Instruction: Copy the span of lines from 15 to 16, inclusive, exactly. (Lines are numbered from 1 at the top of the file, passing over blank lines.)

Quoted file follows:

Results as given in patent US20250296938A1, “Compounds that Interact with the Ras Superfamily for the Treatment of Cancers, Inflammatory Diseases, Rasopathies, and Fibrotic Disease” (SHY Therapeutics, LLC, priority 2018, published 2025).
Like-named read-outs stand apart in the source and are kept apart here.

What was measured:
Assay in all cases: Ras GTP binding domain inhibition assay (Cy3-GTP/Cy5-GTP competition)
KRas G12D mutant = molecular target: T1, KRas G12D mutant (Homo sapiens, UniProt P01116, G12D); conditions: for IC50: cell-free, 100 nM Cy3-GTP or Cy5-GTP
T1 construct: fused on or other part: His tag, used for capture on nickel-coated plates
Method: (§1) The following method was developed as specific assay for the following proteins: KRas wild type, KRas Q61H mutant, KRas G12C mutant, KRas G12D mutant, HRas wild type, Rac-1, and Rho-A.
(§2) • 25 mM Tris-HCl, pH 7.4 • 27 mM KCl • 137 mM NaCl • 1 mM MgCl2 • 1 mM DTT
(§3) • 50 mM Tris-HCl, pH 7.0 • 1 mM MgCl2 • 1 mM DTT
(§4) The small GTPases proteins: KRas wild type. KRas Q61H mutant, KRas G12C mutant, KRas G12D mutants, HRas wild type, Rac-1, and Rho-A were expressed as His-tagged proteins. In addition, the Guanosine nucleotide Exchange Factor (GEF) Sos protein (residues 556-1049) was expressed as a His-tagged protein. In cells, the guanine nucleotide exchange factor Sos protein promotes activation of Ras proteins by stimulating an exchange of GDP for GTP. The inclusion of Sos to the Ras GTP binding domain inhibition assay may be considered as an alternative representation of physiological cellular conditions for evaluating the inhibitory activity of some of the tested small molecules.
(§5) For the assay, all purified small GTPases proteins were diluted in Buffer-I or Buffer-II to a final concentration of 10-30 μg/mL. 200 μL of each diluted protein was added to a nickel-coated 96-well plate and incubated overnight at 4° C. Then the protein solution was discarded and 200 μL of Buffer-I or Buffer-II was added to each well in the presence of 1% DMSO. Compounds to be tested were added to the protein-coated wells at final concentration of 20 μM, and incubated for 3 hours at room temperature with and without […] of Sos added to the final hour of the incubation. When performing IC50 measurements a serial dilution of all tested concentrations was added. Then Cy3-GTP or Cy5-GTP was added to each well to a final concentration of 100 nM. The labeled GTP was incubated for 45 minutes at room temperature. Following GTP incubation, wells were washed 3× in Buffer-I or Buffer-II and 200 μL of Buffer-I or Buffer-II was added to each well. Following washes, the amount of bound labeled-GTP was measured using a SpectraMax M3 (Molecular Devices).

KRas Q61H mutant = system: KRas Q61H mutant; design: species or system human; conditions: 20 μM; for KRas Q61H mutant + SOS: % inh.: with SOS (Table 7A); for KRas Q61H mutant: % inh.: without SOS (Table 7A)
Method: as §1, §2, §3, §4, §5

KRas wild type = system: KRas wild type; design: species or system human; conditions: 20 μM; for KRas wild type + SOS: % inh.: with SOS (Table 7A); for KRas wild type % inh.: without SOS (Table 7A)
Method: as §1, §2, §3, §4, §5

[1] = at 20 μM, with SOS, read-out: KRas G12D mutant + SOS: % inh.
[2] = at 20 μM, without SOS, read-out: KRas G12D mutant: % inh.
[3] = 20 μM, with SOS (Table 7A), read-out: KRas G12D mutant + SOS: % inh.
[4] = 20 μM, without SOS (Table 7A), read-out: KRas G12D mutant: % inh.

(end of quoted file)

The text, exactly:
Method: as §1, §2, §3, §4, §5

[1] = at 20 μM, with SOS, read-out: KRas G12D mutant + SOS: % inh.